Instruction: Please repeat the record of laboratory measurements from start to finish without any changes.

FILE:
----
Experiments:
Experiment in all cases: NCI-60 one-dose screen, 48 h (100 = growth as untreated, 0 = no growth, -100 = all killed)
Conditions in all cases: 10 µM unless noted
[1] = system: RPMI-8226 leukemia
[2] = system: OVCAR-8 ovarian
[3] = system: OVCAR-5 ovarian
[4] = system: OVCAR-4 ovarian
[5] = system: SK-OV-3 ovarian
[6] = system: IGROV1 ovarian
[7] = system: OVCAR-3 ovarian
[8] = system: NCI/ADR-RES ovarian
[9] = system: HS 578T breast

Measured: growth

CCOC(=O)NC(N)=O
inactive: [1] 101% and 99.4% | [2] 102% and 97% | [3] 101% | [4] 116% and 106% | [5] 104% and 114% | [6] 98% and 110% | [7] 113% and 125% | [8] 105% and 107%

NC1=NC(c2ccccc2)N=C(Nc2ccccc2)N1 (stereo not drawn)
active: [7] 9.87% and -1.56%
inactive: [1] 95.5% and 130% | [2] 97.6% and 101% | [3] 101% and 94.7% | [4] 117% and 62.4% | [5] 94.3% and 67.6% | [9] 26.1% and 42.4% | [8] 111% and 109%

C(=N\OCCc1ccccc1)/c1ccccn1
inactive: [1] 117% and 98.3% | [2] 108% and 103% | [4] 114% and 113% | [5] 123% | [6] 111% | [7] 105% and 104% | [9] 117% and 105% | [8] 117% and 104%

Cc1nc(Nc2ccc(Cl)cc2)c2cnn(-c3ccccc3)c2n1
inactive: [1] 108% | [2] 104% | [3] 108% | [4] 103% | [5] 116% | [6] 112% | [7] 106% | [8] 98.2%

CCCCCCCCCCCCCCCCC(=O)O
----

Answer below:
Experiments:
Experiment in all cases: NCI-60 one-dose screen, 48 h (100 = growth as untreated, 0 = no growth, -100 = all killed)
Conditions in all cases: 10 µM unless noted
[1] = system: RPMI-8226 leukemia
[2] = system: OVCAR-8 ovarian
[3] = system: OVCAR-5 ovarian
[4] = system: OVCAR-4 ovarian
[5] = system: SK-OV-3 ovarian
[6] = system: IGROV1 ovarian
[7] = system: OVCAR-3 ovarian
[8] = system: NCI/ADR-RES ovarian
[9] = system: HS 578T breast

Measured: growth

CCOC(=O)NC(N)=O
inactive: [1] 101% and 99.4% | [2] 102% and 97% | [3] 101% | [4] 116% and 106% | [5] 104% and 114% | [6] 98% and 110% | [7] 113% and 125% | [8] 105% and 107%

NC1=NC(c2ccccc2)N=C(Nc2ccccc2)N1 (stereo not drawn)
active: [7] 9.87% and -1.56%
inactive: [1] 95.5% and 130% | [2] 97.6% and 101% | [3] 101% and 94.7% | [4] 117% and 62.4% | [5] 94.3% and 67.6% | [9] 26.1% and 42.4% | [8] 111% and 109%

C(=N\OCCc1ccccc1)/c1ccccn1
inactive: [1] 117% and 98.3% | [2] 108% and 103% | [4] 114% and 113% | [5] 123% | [6] 111% | [7] 105% and 104% | [9] 117% and 105% | [8] 117% and 104%

Cc1nc(Nc2ccc(Cl)cc2)c2cnn(-c3ccccc3)c2n1
inactive: [1] 108% | [2] 104% | [3] 108% | [4] 103% | [5] 116% | [6] 112% | [7] 106% | [8] 98.2%

CCCCCCCCCCCCCCCCC(=O)O